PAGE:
I recommended this last year, and I’m doing it again, but for a slightly different reason – with the increased focus on “things you can do at home”, this is a good tool for doing all you can at home and maximizing the time you’re out at the range, letting you get a pretty good boresight on a new scope without leaving the house.

Strelok Pro App – $11.99

This image has an empty alt attribute; its file name is image-4.png
Worth. Every. Penny.

So this might be an odd choice for a Christmas list since it’s not a physical good – but getting someone a Google Play / iTunes gift card for this one and giving them the link would be a great gift for anyone who’s thinking of getting into long range shooting. This app is phenomenal.
Available via Google Play Store or the App Store, for Android or iOS, respectively.

Under $75

OSAGE RIVER Range Bag – $52.99

This image has an empty alt attribute; its file name is image-5.png
Available in a few colors in different sizes.

Everyone can use a good range bag or 2. Or 3.

Plano 1612 Water Resistant Field Box – $16.99

This image has an empty alt attribute; its file name is image-6.png

These make great ammunition boxes, among other things.

EDR Bleeding Control Trauma Kit, Basic Trauma Pack – $59.99

I wanted to include something like this in the list – and this particular one is an update to one I included last year. If anyone with more experience using this stuff has any better suggestions in this price range, let me know!

For People You Really Like

MagnetoSpeed Barrel Mounted Chronograph – $179

This image has an empty alt attribute; its file name is image-7.png

If you’ve seen my review, you already know why I recommend one of these for anyone getting into long range / PRS, esp. if you’re going to work up your own loads. This thing has been indispensable.

and on that note…

Lee Precision Breechlock Challenger Kit – $199.99

We all know that getting our hands on ammunition lately has been a bit of an issue. This is the workaround.

or, the upgrade –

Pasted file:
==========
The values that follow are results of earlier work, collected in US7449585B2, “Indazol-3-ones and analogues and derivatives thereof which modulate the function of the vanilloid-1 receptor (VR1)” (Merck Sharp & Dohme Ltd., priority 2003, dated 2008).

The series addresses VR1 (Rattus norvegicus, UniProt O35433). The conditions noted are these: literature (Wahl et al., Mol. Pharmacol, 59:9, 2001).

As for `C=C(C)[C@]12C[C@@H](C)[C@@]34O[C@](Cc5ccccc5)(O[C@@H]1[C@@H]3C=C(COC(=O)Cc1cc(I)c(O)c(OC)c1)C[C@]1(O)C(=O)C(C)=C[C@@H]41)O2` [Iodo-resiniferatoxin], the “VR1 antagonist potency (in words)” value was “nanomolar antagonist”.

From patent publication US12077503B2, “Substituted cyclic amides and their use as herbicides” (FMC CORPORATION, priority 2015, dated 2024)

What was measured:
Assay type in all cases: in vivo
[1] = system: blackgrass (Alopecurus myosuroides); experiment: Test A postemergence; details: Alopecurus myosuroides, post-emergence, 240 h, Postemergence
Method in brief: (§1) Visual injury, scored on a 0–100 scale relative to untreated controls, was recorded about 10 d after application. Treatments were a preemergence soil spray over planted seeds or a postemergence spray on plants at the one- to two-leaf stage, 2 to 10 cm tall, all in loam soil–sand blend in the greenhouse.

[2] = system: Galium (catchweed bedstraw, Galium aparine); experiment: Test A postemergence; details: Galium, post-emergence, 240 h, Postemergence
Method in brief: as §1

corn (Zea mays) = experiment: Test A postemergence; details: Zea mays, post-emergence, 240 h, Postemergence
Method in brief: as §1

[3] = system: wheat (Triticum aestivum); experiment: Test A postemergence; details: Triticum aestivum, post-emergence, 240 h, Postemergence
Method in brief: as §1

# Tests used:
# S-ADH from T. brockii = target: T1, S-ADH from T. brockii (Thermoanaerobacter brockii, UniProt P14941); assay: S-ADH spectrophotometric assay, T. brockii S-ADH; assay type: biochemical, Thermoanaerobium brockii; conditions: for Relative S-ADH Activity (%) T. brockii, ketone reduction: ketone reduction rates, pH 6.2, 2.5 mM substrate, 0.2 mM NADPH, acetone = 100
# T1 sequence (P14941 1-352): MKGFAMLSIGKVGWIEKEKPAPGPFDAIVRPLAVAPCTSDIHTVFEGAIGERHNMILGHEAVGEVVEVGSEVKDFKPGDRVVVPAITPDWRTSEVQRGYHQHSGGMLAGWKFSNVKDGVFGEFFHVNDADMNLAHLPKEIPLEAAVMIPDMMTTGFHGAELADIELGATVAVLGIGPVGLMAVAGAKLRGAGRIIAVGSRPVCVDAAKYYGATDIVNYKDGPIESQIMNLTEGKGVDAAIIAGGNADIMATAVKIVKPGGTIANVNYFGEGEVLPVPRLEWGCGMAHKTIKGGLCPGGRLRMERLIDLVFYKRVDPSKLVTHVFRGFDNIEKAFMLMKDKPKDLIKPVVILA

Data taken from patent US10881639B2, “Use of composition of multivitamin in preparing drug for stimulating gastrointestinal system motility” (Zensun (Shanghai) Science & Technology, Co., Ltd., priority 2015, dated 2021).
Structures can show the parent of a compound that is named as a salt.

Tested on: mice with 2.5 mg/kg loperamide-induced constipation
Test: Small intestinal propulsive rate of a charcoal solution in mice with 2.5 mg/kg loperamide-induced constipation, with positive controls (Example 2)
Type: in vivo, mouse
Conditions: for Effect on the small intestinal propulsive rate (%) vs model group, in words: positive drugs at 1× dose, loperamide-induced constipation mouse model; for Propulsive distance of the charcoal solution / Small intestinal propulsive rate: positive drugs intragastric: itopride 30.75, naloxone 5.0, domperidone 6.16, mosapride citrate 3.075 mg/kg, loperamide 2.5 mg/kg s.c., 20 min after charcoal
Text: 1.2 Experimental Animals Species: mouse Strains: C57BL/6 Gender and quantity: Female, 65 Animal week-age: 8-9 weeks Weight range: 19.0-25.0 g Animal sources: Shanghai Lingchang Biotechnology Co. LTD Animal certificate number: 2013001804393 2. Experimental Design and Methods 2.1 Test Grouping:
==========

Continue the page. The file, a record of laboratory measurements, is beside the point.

RCBS Rock Chucker Supreme Master Kit – $602.99

The Lee kit is much cheaper, but is definitely the “get your feet wet” setup. This is what you want when you’re serious about it.

Caldwell Precision Shooting Rest – $98.99

This image has an empty alt attribute; its file name is image-8.png

Caldwell makes more than just sandbags for shooting rests. This is a nice middle ground between nothing and a full lead sled rig.

LaserLyte Laser Trainer – $94.99

This image has an empty alt attribute; its file name is image-10.png

So these are pretty neat – works like a snapcap, but flashes a laser point roughly where the point of impact would be – granted there are more expensive options with more features, but for the price, and following the 2020 theme of “stay indoors” – these are pretty neat. You can also get some accessories for it.

Sig BDX Combo Kit – $1399.99

This image has an empty alt attribute; its file name is image-9.png
I’ll take one too, if you would.

Repeating from last year – here’s the crown jewel of the list. If you’ve got someone you really want to make smile, this is an awesome piece of kit for the money. I could probably spend a whole article on this one and what it can do, but go check it out. Also worth noting, while the price has actually went UP since last year (as has most things on this list) the list price here on this one is $1679.99, get it while it’s hot!

Armson Gen II Retro OEG

After quite a bit of shooting the previously reviewed Troy XM177E2, I’d gotten interested in getting some type of retro optic on there. While I was initially leaning towards the Brownells Retro 4X, finding one in stock (even before COVID has been clearing the shelves) proved nearly impossible.
Edit: Naturally, now that I’m writing this, they’re in stock.

On the strong suggestion of this website’s occasional other writer, I looked into another period-correct option – an Occluded Eye Gunsight. These are essentially the predecessor to the modern red dot – rather than having a see through tube, you have a black tube with a fiber optic (and optionally, a tritium lamp) in the front. When viewed with both eyes open, it projects the sharply detailed, but “soft” red dot over the target. This is very similar to using an Aimpoint or other red dot with the front cover closed, and keeping both eyes open.

While this sounds like a huge disadvantage, upon using it, you’ll immediately find that it has several advantages over a modern red dot, not the least of which is the fact that it’s always on, and it’s brightness is never a factor since the eye witnessing it is always against a solid black background, so when your brain combines the image, the dot will always be visible. You can be looking directly into a light source, and still see that dot. It’s also never too bright for a situation. It’s always just a perfect, soft red dot.

If you get one with tritium (and you should), this extends to low-light shooting as well. The tritum lamp provides just enough illumination to the fiber optic to give you a visible soft red dot that wont interfere with your eyesight in low light.

This is where this gunsight really shines, and why it happens to be “historically correct” on this rifle – during the Son Tay raid, commercial off-the-shelf Single Point OEGs were used. During the practice for the raid, it was found that these drastically increased hit probability at night – and thus we got (as far as I can tell) the first use of a red dot type sight in combat.